Birmingham 2017

St. Chad’s Sanctuary

One of the hidden treasures in Birmingham, right in the city-centre, is St. Chad’s Sanctuary [http://www.stchadssanctuary.com]. It is a voluntary project supported by Saint Chad’s Catholic Cathedral and the Salvation Army. It is a place of welcome and hospitality for asylum seekers, refugees and immigrants. At the moment about 150 come each week for practical items and a further 150 for English language classes.

Tears and joy
For the last two and a half years, I have taught English at St Chad’s Sanctuary. It is a place I have come to love very dearly. Yet speaking about my experiences there hasn’t always proved easy.

My experience of engaging with refugees and asylum seekers has been overwhelmingly positive. But these are among the most vulnerable of our society: people who have fled horrific situations in their home countries, undergone unimaginable journeys to get here, and continue to face suspicion and exclusion on arrival. How do I write of the joy they bring me without appearing to glory in their suffering? How do I explain that a place where my students’ descriptions of their lives can bring me close to tears, is a place of joy and life?

My students come from all over the world. Most have very little and have left much behind. But they all bring an intractable belief that something better is possible, and they still smile. They remain people of hope. Perhaps because they know real suffering, they also know the meaning of true hope: a hope which is tangible, even if it is hard to explain.

“It was difficult for me”
When telling her story, one of the students interspersed the account of leaving home, her journey, and her arrival in the UK with the phrase “it was difficult for me”, and I was struck at the time by what a spectacular understatement that was when talking about leaving all she knew, crossing the channel in a lorry “like a freezer”, and arriving in a place where she understood not a word of the language.

Crossing the Mediterranean in an completely unseaworthy boat, and having to eat plain rice for her first days in the UK in the hostel, were treated to one and the same “It was difficult for me”, creating a strange equality between what seem to be incomparable experiences. I struggle to explain, even to myself, why I found this equalising of the major and the minor strangely moving.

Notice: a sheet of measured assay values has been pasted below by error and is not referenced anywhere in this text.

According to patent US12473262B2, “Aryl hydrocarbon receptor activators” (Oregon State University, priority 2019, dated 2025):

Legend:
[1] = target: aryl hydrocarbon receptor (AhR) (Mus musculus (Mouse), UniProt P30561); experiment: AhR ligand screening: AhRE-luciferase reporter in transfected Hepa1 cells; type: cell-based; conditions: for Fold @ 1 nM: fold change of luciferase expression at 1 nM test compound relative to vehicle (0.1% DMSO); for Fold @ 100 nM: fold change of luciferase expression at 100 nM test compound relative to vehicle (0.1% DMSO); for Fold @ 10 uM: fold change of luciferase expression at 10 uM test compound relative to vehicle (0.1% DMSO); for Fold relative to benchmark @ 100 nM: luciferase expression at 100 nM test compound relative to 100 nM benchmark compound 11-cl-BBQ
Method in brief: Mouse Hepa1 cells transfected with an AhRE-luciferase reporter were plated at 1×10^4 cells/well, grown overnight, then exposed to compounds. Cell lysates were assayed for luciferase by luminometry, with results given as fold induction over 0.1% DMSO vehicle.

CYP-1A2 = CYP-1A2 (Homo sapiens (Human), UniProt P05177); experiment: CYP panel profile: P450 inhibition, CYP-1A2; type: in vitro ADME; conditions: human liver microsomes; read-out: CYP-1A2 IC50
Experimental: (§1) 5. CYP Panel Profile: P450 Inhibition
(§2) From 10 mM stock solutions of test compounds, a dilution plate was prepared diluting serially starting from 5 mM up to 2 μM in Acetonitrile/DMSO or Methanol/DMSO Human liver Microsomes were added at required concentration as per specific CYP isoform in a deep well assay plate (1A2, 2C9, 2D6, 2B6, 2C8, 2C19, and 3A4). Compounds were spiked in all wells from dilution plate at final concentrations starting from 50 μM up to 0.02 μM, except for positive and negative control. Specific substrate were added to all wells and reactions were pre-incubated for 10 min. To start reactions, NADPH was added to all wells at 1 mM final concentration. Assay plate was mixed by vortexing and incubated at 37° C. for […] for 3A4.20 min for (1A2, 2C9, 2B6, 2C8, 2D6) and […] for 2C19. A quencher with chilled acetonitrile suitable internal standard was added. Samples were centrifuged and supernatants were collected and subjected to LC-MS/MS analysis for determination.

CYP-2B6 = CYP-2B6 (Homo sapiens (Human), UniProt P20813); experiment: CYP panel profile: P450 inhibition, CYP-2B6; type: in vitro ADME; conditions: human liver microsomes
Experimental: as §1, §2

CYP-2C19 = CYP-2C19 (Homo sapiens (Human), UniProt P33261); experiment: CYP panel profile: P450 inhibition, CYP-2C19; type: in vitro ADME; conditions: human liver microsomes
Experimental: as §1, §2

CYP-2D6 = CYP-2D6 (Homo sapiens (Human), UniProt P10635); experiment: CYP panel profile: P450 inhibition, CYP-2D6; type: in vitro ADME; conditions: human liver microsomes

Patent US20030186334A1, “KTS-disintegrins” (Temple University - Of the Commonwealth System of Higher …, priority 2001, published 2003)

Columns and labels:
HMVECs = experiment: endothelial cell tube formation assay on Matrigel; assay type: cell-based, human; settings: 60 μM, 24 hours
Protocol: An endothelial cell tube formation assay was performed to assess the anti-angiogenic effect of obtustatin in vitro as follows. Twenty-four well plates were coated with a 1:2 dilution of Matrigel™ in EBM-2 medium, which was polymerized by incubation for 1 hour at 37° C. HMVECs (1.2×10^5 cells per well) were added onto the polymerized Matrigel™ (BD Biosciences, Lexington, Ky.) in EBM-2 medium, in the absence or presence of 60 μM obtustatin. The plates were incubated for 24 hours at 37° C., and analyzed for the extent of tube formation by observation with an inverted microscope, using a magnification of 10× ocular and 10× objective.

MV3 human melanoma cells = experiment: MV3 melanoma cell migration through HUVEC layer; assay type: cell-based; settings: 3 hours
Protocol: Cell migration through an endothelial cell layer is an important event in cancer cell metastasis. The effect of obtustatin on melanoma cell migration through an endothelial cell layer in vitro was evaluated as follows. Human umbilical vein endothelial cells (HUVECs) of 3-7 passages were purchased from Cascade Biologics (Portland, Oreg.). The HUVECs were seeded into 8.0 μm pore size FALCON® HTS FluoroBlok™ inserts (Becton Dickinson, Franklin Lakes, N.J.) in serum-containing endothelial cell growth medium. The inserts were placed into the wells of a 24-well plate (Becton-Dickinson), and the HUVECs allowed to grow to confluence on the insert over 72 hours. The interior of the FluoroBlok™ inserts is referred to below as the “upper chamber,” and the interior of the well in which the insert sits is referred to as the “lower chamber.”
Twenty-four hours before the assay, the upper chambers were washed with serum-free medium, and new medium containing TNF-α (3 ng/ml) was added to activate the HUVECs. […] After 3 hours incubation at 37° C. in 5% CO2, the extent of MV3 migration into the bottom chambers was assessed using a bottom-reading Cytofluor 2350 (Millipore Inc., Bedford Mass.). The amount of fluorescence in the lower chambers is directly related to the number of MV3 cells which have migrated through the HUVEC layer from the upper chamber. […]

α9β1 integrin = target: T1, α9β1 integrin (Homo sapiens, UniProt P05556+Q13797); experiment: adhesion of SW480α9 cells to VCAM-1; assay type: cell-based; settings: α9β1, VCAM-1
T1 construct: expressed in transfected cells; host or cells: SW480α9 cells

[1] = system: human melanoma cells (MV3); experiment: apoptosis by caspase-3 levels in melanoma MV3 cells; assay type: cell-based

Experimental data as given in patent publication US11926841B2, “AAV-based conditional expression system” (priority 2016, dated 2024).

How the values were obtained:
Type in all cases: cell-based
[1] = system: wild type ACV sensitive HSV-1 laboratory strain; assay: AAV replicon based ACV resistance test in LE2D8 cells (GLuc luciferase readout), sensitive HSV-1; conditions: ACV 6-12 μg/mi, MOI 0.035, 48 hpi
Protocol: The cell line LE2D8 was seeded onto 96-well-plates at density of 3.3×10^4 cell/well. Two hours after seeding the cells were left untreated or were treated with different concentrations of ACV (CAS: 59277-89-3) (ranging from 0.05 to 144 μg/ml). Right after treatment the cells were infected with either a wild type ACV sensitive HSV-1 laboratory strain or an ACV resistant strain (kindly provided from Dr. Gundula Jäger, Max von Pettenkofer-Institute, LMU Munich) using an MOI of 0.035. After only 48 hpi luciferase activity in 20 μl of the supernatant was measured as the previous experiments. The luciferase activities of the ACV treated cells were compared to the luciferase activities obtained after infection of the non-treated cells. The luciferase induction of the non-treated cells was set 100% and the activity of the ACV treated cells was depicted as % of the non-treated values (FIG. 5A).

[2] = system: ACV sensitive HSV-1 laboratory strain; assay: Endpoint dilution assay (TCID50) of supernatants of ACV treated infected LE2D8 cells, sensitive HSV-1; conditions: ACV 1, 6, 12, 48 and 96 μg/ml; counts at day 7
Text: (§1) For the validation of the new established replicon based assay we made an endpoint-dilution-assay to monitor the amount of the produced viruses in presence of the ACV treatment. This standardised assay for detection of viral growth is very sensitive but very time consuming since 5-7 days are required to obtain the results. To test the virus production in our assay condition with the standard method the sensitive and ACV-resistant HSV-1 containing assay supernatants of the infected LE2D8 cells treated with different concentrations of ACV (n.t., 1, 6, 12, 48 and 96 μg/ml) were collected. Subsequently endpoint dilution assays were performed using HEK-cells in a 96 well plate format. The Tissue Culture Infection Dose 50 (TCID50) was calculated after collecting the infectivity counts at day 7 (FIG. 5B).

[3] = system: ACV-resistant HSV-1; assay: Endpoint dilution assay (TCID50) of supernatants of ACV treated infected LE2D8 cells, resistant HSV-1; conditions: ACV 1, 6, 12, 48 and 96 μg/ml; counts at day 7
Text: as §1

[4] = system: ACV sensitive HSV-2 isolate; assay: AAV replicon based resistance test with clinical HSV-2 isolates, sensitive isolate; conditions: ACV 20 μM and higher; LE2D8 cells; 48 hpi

It was an understatement, no doubt, born of not having the complexity of language needed to even begin to express some of the horrors she had lived: and yet in it’s understated simplicity it somehow, perhaps expressed more than a much richer vocabulary might be able to say.

At 20, far from home
She has already etched
So much of life
On pages torn and tattered
 
And here and now
She dares to tell
A story, her story
That echoes a million others
Yet speaks
Of a journey all her own
 
A tale which glows with warmth
At the tender memory of a homeland
And the riches of a culture
Scarred and scared
Yet deeply loved
And deeply missed
 
In the midst of this
A narrative nightmare
Which does not flinch
Or turn away
From heavy truth
But speaks
With haunting honesty
Of the pain of loss and trembling fear
And bitter, biting cold
 
Interspersed
With these few words
The broken English stutter
Of a masterful understatement
“It was difficult for me”
 
But, pen poised, she knows
That this is not where the story ends
As with humble grace
She raises eyes of shining hope
To say
I am happy to be here.
I am free.
Steph Neville
(more of Steph’s poems can be found here [http://stepsadventures.blogspot.fr])

Printed from: http://www.taize.fr/en_article20529.html - 18 December 2017
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